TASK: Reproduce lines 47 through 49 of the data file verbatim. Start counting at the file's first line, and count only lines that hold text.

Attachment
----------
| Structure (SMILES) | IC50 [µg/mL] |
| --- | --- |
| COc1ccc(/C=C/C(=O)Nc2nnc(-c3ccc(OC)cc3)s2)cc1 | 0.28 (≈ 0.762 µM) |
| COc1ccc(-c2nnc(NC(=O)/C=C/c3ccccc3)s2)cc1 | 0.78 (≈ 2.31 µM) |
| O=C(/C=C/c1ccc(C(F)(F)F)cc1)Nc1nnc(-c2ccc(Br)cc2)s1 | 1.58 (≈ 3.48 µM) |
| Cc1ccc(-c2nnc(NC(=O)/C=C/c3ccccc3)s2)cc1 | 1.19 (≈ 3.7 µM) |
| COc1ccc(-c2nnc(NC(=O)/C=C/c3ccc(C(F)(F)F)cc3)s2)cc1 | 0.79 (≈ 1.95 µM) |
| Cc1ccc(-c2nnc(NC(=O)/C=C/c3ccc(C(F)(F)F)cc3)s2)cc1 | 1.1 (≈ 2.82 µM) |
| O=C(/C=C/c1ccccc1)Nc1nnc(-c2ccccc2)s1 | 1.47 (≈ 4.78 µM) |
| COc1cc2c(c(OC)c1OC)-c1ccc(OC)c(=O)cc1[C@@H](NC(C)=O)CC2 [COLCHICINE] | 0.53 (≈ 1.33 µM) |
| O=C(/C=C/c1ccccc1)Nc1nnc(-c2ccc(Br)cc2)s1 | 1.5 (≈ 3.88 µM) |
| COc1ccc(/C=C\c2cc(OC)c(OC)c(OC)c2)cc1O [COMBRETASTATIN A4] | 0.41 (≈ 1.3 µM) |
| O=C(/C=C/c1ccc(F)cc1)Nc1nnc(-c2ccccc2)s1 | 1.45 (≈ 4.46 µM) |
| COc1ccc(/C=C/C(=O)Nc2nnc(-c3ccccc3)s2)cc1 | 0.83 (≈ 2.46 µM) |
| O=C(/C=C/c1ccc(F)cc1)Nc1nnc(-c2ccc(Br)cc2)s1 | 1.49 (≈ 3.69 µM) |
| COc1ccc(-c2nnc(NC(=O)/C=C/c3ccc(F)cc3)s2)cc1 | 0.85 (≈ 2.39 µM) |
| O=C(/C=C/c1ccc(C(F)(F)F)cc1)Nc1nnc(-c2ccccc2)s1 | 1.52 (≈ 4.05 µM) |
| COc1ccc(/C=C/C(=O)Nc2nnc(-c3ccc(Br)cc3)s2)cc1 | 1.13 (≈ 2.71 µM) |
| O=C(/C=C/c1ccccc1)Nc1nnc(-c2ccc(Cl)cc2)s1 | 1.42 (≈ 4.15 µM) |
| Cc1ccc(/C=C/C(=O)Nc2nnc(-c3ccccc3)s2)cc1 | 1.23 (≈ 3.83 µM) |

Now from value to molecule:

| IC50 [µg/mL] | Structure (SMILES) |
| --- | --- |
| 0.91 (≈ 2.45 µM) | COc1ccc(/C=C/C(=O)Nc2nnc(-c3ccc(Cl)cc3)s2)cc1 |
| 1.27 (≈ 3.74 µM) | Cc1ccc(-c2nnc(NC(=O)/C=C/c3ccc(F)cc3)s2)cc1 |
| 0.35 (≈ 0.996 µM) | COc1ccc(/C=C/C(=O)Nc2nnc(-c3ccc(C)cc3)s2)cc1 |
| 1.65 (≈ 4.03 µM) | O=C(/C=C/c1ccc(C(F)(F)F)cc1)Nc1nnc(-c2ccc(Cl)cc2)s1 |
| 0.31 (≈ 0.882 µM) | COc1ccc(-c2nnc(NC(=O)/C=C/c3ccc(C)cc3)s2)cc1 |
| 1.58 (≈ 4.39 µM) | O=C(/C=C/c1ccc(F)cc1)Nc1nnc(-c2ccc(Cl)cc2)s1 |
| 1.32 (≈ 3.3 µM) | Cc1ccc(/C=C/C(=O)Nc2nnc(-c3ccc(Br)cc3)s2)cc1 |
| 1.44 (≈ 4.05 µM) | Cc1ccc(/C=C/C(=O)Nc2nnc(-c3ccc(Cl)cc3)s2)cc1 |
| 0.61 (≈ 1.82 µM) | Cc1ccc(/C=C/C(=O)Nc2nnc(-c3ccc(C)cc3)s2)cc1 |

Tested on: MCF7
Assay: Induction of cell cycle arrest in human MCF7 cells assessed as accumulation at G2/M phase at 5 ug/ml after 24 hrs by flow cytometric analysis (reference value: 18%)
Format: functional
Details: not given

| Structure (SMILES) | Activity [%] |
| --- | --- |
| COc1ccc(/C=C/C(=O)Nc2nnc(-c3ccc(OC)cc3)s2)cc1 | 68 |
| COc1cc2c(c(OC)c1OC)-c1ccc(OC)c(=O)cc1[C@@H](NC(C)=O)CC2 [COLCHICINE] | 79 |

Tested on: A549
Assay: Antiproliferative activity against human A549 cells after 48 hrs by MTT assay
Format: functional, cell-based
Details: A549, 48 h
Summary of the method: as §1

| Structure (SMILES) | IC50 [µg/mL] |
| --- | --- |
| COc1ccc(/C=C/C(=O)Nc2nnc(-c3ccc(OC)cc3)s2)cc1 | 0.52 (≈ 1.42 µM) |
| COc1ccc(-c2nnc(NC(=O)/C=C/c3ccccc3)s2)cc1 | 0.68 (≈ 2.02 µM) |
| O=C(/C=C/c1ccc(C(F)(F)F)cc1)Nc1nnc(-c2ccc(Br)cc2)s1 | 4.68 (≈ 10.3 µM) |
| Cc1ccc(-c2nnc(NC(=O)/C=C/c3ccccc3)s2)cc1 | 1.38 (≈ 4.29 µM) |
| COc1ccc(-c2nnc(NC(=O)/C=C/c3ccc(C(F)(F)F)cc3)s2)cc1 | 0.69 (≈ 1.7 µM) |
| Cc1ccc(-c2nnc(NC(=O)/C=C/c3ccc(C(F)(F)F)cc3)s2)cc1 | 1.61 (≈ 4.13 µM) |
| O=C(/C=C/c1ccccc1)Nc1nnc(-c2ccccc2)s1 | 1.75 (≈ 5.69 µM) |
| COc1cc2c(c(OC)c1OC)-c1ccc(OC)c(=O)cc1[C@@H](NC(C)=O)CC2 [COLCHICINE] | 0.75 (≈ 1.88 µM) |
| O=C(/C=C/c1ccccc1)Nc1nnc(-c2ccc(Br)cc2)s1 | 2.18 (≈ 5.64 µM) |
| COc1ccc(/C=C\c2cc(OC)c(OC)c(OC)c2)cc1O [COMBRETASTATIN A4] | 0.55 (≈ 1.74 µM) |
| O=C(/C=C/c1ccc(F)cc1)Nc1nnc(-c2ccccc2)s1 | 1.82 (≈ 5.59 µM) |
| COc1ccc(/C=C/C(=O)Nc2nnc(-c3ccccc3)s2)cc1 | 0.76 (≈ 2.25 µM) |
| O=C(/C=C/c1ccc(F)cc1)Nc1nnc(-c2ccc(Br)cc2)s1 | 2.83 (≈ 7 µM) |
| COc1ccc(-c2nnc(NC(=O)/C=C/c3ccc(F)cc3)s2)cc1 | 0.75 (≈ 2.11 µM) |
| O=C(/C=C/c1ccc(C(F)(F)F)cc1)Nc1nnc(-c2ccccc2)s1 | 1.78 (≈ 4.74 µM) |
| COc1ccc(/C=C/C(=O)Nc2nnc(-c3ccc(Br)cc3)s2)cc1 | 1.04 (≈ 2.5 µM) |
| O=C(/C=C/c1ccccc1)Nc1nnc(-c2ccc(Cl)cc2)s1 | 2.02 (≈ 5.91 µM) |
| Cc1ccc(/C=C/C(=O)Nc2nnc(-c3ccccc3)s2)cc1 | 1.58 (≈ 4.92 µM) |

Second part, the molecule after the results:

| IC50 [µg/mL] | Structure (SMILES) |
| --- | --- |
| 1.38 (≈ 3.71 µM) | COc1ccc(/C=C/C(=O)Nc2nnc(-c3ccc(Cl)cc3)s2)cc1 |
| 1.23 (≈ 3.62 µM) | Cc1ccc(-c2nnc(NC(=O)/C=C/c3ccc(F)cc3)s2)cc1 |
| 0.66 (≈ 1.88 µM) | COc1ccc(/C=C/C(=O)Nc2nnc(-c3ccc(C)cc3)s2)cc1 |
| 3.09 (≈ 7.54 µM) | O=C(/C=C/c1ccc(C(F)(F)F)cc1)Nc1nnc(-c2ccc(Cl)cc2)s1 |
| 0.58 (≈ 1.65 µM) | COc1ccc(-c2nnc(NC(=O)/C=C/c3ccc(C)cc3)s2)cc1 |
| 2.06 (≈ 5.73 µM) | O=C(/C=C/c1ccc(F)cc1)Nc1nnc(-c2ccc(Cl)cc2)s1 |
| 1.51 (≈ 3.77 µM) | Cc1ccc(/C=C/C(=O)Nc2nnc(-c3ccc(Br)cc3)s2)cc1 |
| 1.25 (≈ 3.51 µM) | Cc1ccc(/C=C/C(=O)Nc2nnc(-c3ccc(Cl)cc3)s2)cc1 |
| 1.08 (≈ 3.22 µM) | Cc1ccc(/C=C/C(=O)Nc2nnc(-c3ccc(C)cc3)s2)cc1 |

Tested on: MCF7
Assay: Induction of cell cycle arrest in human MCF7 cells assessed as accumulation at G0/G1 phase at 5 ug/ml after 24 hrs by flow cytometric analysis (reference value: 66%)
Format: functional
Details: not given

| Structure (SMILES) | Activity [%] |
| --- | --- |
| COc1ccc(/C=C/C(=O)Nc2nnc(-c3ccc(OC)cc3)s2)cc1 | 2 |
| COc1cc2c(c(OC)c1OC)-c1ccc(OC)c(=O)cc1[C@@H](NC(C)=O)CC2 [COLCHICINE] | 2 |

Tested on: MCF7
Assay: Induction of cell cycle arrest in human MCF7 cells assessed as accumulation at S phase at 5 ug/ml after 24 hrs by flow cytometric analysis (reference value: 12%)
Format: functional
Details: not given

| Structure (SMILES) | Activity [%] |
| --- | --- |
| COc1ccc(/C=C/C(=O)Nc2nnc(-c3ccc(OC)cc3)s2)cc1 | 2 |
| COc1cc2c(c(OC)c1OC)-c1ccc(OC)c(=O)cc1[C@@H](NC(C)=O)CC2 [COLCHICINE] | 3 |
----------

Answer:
| --- | --- |
| COc1ccc(/C=C/C(=O)Nc2nnc(-c3ccc(OC)cc3)s2)cc1 | 0.52 (≈ 1.42 µM) |
| COc1ccc(-c2nnc(NC(=O)/C=C/c3ccccc3)s2)cc1 | 0.68 (≈ 2.02 µM) |